As a counterpoint I find that the urges of the people in European nation states were less subdued and more oriented towards open competition, as a result of the somewhat unique (pardon me the term) “balkanized” demographics of European states. But this is only a perception and it is hard to prove such an idea, and the notion itself (that people of European descent are more prone to competition) may carry a racist stigma.
So – if some humans genes benefited from exerting dominance, other humans may have been bred (or their genes may have somehow benefited) from the reverse – a docile state. Our current day and age seems to suffer from a pervasive crisis. We all enjoy democracy now, or so we would assume. Democracy seems the rational choice of history and we have seem to come to a somewhat preferred endpoint in history, relative to the awful mess we had before. I would argue that a democratic society, with just laws and human rights is a fundamental improvement over what seems the default for at least the last several thousand years.
It is not my intent to enter in to a debate on proper theology or scripture, but the “Old Testament” does seem to put a rather high emphasis on somewhat distasteful acts of tribal warfare, exterminating competing tribes, the capture of the women of said tribes and subordinating these woman as servile or sexual slaves, and more of the same. Suffice to say that most monotheistic religions do not favour democracy. Another word for “submission” is “Islam”, and that in itself is an unashamedly atheist analysis. The Old Testament in part reads as a manual of conquest and defeat, if not in a few sections as a genocide manual. Now granted .. this book emerged (one way or another) in not the most civilized of human times and regions. It is still pretty much a mess in that particular spot on Earth, and I might speculate that the continued bloody genetic predispositions and cultural legacies of human beings in these regions is exclusive to that area. If I draw a circle around the globe, all areas with somewhat similar geographic and (fertile/warm/temperate) climatic opportunities seem to share the same mix of tribal conflict, conquest, subjugation, territorial enforcement and (curiously) the same overt emphasis on deeply ingrained (inviolate) religious and cultural law.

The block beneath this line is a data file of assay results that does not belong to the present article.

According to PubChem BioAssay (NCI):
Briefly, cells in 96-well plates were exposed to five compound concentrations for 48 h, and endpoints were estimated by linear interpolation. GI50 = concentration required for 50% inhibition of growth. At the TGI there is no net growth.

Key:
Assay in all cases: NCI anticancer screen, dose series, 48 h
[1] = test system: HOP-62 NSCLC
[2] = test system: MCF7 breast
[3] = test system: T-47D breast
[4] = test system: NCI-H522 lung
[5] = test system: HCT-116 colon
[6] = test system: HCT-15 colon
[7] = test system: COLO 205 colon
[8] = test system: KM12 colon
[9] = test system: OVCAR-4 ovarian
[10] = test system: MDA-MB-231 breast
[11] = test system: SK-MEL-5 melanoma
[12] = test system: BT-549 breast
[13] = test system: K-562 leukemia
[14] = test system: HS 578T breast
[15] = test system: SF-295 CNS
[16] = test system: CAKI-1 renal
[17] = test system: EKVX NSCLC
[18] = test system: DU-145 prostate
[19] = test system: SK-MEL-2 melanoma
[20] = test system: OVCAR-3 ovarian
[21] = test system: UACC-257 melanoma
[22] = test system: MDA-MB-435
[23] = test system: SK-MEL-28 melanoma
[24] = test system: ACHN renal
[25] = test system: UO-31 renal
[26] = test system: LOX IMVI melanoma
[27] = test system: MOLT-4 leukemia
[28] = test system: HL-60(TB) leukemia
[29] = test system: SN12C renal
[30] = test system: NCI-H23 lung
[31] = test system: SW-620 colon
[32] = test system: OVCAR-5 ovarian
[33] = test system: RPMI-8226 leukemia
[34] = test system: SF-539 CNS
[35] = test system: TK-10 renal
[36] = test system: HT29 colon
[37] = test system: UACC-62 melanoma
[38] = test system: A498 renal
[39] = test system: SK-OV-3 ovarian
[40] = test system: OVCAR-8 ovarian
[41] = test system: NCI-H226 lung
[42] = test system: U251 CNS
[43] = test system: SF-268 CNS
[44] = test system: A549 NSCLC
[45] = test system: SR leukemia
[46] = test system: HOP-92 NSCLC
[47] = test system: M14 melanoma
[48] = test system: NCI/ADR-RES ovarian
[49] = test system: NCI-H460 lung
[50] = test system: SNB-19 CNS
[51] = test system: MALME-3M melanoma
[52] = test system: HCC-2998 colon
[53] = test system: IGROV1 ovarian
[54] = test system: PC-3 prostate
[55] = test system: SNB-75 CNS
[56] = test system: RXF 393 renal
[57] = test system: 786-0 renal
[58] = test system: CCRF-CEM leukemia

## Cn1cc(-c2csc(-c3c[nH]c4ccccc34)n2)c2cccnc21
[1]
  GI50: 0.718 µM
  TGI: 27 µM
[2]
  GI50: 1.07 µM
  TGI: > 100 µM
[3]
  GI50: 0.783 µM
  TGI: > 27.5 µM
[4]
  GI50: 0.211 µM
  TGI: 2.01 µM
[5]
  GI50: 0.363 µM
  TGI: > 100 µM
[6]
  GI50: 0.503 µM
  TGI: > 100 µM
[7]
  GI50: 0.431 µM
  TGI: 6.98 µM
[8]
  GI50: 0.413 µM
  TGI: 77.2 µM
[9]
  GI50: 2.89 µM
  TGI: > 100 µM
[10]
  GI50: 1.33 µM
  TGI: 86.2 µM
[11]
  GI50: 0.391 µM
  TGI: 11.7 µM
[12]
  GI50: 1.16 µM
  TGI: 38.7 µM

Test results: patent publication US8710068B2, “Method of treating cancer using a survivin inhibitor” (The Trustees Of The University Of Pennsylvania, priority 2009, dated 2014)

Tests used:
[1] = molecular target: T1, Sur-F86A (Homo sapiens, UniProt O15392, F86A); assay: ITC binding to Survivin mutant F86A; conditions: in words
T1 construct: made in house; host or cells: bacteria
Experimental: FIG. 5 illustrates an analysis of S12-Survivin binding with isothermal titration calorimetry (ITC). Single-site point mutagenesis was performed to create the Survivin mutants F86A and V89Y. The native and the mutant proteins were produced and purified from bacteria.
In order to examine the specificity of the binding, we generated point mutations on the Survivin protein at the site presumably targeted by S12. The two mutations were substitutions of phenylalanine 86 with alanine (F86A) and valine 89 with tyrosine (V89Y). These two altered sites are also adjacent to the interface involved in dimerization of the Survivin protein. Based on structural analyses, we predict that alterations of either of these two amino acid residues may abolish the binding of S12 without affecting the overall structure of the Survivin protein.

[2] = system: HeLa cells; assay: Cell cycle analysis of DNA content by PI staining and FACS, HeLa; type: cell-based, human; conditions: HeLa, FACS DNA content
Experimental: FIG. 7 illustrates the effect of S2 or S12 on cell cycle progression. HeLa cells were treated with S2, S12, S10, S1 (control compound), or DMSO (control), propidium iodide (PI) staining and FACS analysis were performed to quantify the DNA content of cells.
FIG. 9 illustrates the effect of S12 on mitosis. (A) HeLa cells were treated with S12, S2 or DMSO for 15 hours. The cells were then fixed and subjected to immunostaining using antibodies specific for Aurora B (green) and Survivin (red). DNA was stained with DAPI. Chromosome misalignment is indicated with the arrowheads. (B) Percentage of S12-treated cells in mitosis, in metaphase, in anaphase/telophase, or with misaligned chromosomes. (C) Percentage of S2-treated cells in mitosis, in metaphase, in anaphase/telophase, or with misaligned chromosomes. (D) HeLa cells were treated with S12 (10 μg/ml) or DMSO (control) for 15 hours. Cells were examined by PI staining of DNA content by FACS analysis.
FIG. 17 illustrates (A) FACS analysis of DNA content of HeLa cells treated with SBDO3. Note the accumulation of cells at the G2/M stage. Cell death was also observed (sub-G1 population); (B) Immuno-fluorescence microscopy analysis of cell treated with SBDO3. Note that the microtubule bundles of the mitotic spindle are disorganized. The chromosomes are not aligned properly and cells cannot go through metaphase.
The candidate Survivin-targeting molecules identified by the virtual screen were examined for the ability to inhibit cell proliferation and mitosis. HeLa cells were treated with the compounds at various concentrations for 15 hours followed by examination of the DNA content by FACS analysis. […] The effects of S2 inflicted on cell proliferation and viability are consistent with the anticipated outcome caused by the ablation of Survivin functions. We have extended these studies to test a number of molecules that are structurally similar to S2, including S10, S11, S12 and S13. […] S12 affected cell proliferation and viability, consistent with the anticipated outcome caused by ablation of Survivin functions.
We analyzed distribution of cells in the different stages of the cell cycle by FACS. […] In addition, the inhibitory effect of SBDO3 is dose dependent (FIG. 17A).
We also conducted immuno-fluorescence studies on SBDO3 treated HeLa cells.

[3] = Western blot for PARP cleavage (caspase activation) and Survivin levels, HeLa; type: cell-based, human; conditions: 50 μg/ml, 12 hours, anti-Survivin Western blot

The converse of this is what now clearly has become a threat to the desirable state of democratic self-governance. It seems that the vast majority of people have sentiments or urges that conflict with the civil responsibility of democracy. In a democracy all who vote should (or must) take a responsibility to vote for a good leader, one way or another.
And it is becoming increasingly and poignantly clear that humans vote for awful leaders in stressful or ambiguous times. These leaders consistently emphasize aspects of “silverback” male sexuality.
It is almost as if the majorities humans have an instinct to expect autocratic governance in times of increased competition, scarcity or “perceived” threat of conflict. I would argue that humans have a troubling predisposition towards “blind faith“. In other words humans over all have an irrational inclination towards taking their leaders for their honeyed voices and promises, and hope for the best. I’d go as far as call this the “apathy gene”. I could also call it the “submission gene”. It is no coincidence that the world’s major religions use the iconography and symbology of this “submission” as the highest objective good. But more on religions later.